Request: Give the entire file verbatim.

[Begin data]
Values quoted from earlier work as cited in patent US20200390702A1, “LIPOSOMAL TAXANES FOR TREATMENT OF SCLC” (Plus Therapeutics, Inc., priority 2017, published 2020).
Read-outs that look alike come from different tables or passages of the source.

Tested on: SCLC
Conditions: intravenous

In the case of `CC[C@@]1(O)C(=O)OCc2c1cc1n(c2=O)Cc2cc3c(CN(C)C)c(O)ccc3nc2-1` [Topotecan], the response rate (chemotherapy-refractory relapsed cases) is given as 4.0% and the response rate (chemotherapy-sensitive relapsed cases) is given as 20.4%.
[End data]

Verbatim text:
Values quoted from earlier work as cited in patent US20200390702A1, “LIPOSOMAL TAXANES FOR TREATMENT OF SCLC” (Plus Therapeutics, Inc., priority 2017, published 2020).
Read-outs that look alike come from different tables or passages of the source.

Tested on: SCLC
Conditions: intravenous

In the case of `CC[C@@]1(O)C(=O)OCc2c1cc1n(c2=O)Cc2cc3c(CN(C)C)c(O)ccc3nc2-1` [Topotecan], the response rate (chemotherapy-refractory relapsed cases) is given as 4.0% and the response rate (chemotherapy-sensitive relapsed cases) is given as 20.4%.